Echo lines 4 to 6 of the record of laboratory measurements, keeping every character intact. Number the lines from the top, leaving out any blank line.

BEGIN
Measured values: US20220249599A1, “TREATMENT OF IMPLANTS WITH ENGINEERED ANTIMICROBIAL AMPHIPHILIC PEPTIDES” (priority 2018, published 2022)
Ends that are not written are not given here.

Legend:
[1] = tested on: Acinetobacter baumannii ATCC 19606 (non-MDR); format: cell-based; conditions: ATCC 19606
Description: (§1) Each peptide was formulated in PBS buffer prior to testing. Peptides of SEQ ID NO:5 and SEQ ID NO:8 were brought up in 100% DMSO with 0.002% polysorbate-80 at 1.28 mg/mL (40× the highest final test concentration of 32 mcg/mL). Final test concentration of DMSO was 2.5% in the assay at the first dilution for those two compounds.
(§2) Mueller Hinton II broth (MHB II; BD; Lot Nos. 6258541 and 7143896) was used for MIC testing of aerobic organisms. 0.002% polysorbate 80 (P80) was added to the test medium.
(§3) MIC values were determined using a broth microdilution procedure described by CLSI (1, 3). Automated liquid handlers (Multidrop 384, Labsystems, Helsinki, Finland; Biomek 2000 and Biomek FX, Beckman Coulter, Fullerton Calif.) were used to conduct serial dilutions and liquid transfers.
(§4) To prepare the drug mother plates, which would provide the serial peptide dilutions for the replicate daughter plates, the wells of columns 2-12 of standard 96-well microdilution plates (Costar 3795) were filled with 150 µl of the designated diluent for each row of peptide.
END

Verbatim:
[1] = tested on: Acinetobacter baumannii ATCC 19606 (non-MDR); format: cell-based; conditions: ATCC 19606
Description: (§1) Each peptide was formulated in PBS buffer prior to testing. Peptides of SEQ ID NO:5 and SEQ ID NO:8 were brought up in 100% DMSO with 0.002% polysorbate-80 at 1.28 mg/mL (40× the highest final test concentration of 32 mcg/mL). Final test concentration of DMSO was 2.5% in the assay at the first dilution for those two compounds.
(§2) Mueller Hinton II broth (MHB II; BD; Lot Nos. 6258541 and 7143896) was used for MIC testing of aerobic organisms. 0.002% polysorbate 80 (P80) was added to the test medium.